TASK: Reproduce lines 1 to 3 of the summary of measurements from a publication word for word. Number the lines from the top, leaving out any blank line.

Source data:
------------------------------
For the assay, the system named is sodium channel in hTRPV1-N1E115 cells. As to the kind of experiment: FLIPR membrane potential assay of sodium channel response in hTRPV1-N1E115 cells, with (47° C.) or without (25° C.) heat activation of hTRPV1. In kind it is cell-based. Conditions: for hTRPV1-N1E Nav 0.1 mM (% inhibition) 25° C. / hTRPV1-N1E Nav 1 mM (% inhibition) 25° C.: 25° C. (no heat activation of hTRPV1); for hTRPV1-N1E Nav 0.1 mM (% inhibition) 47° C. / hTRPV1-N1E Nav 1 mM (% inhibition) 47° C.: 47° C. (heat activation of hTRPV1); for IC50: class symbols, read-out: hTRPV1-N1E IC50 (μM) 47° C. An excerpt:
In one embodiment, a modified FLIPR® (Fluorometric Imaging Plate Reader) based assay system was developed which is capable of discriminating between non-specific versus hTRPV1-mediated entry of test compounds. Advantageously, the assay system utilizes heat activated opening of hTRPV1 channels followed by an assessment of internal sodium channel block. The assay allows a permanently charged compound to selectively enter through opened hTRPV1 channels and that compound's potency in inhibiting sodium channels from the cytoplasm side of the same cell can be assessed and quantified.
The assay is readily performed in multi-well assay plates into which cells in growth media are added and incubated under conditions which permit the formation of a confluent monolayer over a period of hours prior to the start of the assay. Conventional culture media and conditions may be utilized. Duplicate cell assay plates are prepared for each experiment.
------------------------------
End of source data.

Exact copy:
For the assay, the system named is sodium channel in hTRPV1-N1E115 cells. As to the kind of experiment: FLIPR membrane potential assay of sodium channel response in hTRPV1-N1E115 cells, with (47° C.) or without (25° C.) heat activation of hTRPV1. In kind it is cell-based. Conditions: for hTRPV1-N1E Nav 0.1 mM (% inhibition) 25° C. / hTRPV1-N1E Nav 1 mM (% inhibition) 25° C.: 25° C. (no heat activation of hTRPV1); for hTRPV1-N1E Nav 0.1 mM (% inhibition) 47° C. / hTRPV1-N1E Nav 1 mM (% inhibition) 47° C.: 47° C. (heat activation of hTRPV1); for IC50: class symbols, read-out: hTRPV1-N1E IC50 (μM) 47° C. An excerpt:
In one embodiment, a modified FLIPR® (Fluorometric Imaging Plate Reader) based assay system was developed which is capable of discriminating between non-specific versus hTRPV1-mediated entry of test compounds. Advantageously, the assay system utilizes heat activated opening of hTRPV1 channels followed by an assessment of internal sodium channel block. The assay allows a permanently charged compound to selectively enter through opened hTRPV1 channels and that compound's potency in inhibiting sodium channels from the cytoplasm side of the same cell can be assessed and quantified.
The assay is readily performed in multi-well assay plates into which cells in growth media are added and incubated under conditions which permit the formation of a confluent monolayer over a period of hours prior to the start of the assay. Conventional culture media and conditions may be utilized. Duplicate cell assay plates are prepared for each experiment.